Farscape: Eat Me

"Then how do you know that I am not the copy?"

I'm kind of a fan of horror movies, and this is the sort of episode that should've been right up my alley, but it wasn't.

Starting with a cold open that feels like we missed a few scenes, John, D'Argo, Chiana, and Jool are all on a pod for reasons that are never mentioned. The ship is dying thanks thanks to Jool (who seems to be hated by everyone both on screen and off), but thankfully they run across a Leviathan within reach. Unfortunately it has a PK control collar, meaning they might be walking into a very dangerous situation.

Once they make it on board however, they discover this ship is nothing like they thought it was going to be, and in a lot of ways it's worse. The ship has become a death trap with a house of horrors vibe. The walls are torn to shreds and the ship is dying and diseased. There are cannibalistic Sebaceans that seem almost mindless, and it's clear some are identical in a creepy twin way.

John and D'Argo go off alone leaving Chiana to guard the ship and babysit a useless Jool. Chiana doesn't want to sit around doing nothing so she heads into the ship after them and immediately regrets it as she is attacked and has to run for her life. She finally catches up with John, who has been separated from D'Argo and they try searching for their friend together.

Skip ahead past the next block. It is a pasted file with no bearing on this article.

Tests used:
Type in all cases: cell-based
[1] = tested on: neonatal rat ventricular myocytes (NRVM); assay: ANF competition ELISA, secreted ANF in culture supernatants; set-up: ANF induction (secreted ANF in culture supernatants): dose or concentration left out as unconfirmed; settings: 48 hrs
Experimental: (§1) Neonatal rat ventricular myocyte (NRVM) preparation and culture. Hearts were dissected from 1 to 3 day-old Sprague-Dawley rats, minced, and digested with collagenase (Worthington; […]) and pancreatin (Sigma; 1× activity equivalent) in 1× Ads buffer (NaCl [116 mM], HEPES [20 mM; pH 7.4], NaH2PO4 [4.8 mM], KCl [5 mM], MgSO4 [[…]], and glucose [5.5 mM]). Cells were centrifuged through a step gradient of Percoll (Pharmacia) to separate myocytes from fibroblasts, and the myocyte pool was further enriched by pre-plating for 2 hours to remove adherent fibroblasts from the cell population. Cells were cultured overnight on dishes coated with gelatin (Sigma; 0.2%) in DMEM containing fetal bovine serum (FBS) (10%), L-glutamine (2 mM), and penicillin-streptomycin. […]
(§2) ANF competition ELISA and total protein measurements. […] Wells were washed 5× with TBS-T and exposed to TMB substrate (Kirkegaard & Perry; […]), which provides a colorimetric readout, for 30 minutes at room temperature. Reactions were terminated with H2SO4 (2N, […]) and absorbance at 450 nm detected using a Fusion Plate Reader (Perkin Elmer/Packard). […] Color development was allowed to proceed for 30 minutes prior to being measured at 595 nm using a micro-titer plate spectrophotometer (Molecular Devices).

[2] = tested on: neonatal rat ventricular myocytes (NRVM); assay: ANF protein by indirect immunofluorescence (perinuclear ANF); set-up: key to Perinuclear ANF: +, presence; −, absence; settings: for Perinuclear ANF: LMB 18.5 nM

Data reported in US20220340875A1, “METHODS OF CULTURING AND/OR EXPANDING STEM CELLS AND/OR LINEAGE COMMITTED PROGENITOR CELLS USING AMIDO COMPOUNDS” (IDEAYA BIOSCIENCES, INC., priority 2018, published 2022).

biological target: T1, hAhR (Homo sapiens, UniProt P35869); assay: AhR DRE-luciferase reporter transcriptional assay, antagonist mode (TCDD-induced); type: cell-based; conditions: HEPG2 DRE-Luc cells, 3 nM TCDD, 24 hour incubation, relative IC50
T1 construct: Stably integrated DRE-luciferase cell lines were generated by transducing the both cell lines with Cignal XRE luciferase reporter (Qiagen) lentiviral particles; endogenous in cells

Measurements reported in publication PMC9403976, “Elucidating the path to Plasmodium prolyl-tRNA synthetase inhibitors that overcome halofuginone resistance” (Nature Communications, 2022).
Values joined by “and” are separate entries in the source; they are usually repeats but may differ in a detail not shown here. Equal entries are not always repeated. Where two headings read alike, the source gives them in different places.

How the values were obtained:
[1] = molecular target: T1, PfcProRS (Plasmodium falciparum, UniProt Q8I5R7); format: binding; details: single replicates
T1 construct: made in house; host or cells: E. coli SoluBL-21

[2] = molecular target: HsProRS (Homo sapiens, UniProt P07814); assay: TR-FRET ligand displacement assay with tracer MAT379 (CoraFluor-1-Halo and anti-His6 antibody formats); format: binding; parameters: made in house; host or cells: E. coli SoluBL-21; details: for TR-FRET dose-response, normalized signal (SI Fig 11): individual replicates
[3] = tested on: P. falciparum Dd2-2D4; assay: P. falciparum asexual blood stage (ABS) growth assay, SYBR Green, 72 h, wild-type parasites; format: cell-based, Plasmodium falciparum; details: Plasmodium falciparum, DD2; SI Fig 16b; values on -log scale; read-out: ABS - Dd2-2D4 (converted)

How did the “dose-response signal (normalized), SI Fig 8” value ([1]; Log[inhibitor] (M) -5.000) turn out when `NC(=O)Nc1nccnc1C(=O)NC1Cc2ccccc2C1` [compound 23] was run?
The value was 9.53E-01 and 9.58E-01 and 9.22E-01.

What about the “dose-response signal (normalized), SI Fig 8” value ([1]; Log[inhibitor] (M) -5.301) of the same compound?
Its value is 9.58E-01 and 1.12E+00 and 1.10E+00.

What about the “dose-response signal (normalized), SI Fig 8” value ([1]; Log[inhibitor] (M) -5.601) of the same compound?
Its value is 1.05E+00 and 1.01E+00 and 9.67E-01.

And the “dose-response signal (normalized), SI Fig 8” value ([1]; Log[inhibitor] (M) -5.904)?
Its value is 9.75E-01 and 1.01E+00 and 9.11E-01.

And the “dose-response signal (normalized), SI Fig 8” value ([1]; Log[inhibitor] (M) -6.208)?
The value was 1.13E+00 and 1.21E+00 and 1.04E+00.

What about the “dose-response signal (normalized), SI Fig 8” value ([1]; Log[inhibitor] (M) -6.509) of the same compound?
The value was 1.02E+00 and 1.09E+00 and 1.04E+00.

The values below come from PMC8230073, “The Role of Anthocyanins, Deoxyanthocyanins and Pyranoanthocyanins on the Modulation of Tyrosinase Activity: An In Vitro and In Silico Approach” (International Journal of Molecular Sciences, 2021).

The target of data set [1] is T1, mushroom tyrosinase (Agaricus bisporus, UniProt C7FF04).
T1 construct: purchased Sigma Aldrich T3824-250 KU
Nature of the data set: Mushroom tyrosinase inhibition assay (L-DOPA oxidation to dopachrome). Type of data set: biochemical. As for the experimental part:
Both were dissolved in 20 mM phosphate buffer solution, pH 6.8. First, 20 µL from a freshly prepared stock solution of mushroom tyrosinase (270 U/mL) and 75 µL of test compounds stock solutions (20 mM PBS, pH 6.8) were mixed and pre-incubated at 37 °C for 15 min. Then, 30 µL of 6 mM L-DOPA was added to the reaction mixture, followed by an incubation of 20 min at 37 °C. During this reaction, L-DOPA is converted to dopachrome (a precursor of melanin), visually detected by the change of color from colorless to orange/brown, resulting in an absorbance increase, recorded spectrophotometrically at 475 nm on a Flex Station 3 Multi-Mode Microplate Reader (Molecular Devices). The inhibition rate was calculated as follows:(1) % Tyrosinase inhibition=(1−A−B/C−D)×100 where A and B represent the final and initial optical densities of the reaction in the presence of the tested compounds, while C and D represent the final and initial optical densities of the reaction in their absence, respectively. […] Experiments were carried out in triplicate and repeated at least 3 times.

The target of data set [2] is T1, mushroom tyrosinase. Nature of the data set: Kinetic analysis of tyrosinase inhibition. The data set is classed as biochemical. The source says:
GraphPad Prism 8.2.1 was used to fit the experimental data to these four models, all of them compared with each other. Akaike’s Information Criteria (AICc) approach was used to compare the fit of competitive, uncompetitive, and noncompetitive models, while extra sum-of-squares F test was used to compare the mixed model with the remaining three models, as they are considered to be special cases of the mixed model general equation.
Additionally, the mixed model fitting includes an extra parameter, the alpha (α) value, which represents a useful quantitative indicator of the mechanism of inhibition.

When they do find D'Argo, he is seemingly killed in front of them. From there things get really weird, when we see Chiana split into two people and one of them is killed. John kind of loses it, thinking his friends are dead, and he starts working with the pilot to try and gain control of the ship from the monster behind all the insanity, Kaarvok.

Apparently the ship is a Krishool, a PK prison ship for the criminally insane. Except there was only one prisoner, Kaarvok. In true Farscape fashion, the plot is barely held together by acting and character chemistry with a zany twist that makes it interesting. In this case Kaarvok has the technology to literally double a person. He calls it 'twinning' and states that each 'twin' is equal and original. That each of the twins are exactly the same, and neither one is clone of the other.

Which brings up some rather unsettling things about this episode. If Kaarvok is right about his technology, we had to watch as both D'Argo and Chiana were brutally murdered. Sure, we still have a Chiana and D'Aro, but in a very real way we just lost them both, too. That is pretty disturbing when I sat back and really thought about it. They weren't mindless clones or fakes, they were D'Argo and Chiana, killed off as if they didn't matter.

D'Argo's death was off screen for the most part, and the other D'Argo was taken captive so he had no chance to save his other self. Unfortunately Chiana had no such luck, and had to watch her 'twin' get murdered and there was nothing she could really do to stop it, although the fact that she ran instead of trying to save her 'twin' haunted her throughout the rest of the episode.